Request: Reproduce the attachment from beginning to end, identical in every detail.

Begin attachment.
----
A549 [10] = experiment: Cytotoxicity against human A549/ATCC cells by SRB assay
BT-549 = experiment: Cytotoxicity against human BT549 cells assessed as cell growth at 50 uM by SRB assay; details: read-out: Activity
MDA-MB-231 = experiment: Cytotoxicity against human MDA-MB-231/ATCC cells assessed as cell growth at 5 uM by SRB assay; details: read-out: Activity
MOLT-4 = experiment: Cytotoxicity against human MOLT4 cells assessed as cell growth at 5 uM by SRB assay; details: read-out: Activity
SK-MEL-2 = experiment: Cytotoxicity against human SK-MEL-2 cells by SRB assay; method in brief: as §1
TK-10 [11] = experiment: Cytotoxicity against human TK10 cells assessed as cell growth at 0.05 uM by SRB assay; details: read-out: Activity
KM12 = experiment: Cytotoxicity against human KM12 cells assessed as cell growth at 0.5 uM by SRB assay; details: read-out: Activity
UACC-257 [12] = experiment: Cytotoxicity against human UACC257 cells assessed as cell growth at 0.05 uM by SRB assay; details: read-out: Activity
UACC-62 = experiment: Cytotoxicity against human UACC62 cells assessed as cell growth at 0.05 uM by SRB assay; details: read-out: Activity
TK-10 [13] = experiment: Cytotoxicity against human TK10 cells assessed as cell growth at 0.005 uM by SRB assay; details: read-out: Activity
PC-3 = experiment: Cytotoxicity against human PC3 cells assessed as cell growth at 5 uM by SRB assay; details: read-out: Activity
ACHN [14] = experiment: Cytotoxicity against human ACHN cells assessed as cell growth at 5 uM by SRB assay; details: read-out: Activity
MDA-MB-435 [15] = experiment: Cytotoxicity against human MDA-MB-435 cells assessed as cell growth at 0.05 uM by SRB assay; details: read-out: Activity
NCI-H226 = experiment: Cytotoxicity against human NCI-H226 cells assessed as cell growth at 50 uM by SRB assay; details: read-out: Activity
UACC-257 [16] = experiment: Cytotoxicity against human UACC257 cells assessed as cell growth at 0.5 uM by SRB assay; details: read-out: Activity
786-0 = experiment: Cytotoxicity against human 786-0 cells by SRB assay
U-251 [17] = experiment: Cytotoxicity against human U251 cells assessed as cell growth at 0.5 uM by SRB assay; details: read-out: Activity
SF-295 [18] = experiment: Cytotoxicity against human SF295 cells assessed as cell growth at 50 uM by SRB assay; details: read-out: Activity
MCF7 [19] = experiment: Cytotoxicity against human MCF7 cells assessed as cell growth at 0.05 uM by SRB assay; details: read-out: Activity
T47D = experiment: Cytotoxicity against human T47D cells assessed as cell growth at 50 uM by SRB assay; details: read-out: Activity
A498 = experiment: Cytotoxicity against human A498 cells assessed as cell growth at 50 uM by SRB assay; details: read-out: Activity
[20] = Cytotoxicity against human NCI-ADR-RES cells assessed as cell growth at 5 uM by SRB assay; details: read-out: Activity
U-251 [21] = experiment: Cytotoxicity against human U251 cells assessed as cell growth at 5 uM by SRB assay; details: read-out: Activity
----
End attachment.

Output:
A549 [10] = experiment: Cytotoxicity against human A549/ATCC cells by SRB assay
BT-549 = experiment: Cytotoxicity against human BT549 cells assessed as cell growth at 50 uM by SRB assay; details: read-out: Activity
MDA-MB-231 = experiment: Cytotoxicity against human MDA-MB-231/ATCC cells assessed as cell growth at 5 uM by SRB assay; details: read-out: Activity
MOLT-4 = experiment: Cytotoxicity against human MOLT4 cells assessed as cell growth at 5 uM by SRB assay; details: read-out: Activity
SK-MEL-2 = experiment: Cytotoxicity against human SK-MEL-2 cells by SRB assay; method in brief: as §1
TK-10 [11] = experiment: Cytotoxicity against human TK10 cells assessed as cell growth at 0.05 uM by SRB assay; details: read-out: Activity
KM12 = experiment: Cytotoxicity against human KM12 cells assessed as cell growth at 0.5 uM by SRB assay; details: read-out: Activity
UACC-257 [12] = experiment: Cytotoxicity against human UACC257 cells assessed as cell growth at 0.05 uM by SRB assay; details: read-out: Activity
UACC-62 = experiment: Cytotoxicity against human UACC62 cells assessed as cell growth at 0.05 uM by SRB assay; details: read-out: Activity
TK-10 [13] = experiment: Cytotoxicity against human TK10 cells assessed as cell growth at 0.005 uM by SRB assay; details: read-out: Activity
PC-3 = experiment: Cytotoxicity against human PC3 cells assessed as cell growth at 5 uM by SRB assay; details: read-out: Activity
ACHN [14] = experiment: Cytotoxicity against human ACHN cells assessed as cell growth at 5 uM by SRB assay; details: read-out: Activity
MDA-MB-435 [15] = experiment: Cytotoxicity against human MDA-MB-435 cells assessed as cell growth at 0.05 uM by SRB assay; details: read-out: Activity
NCI-H226 = experiment: Cytotoxicity against human NCI-H226 cells assessed as cell growth at 50 uM by SRB assay; details: read-out: Activity
UACC-257 [16] = experiment: Cytotoxicity against human UACC257 cells assessed as cell growth at 0.5 uM by SRB assay; details: read-out: Activity
786-0 = experiment: Cytotoxicity against human 786-0 cells by SRB assay
U-251 [17] = experiment: Cytotoxicity against human U251 cells assessed as cell growth at 0.5 uM by SRB assay; details: read-out: Activity
SF-295 [18] = experiment: Cytotoxicity against human SF295 cells assessed as cell growth at 50 uM by SRB assay; details: read-out: Activity
MCF7 [19] = experiment: Cytotoxicity against human MCF7 cells assessed as cell growth at 0.05 uM by SRB assay; details: read-out: Activity
T47D = experiment: Cytotoxicity against human T47D cells assessed as cell growth at 50 uM by SRB assay; details: read-out: Activity
A498 = experiment: Cytotoxicity against human A498 cells assessed as cell growth at 50 uM by SRB assay; details: read-out: Activity
[20] = Cytotoxicity against human NCI-ADR-RES cells assessed as cell growth at 5 uM by SRB assay; details: read-out: Activity
U-251 [21] = experiment: Cytotoxicity against human U251 cells assessed as cell growth at 5 uM by SRB assay; details: read-out: Activity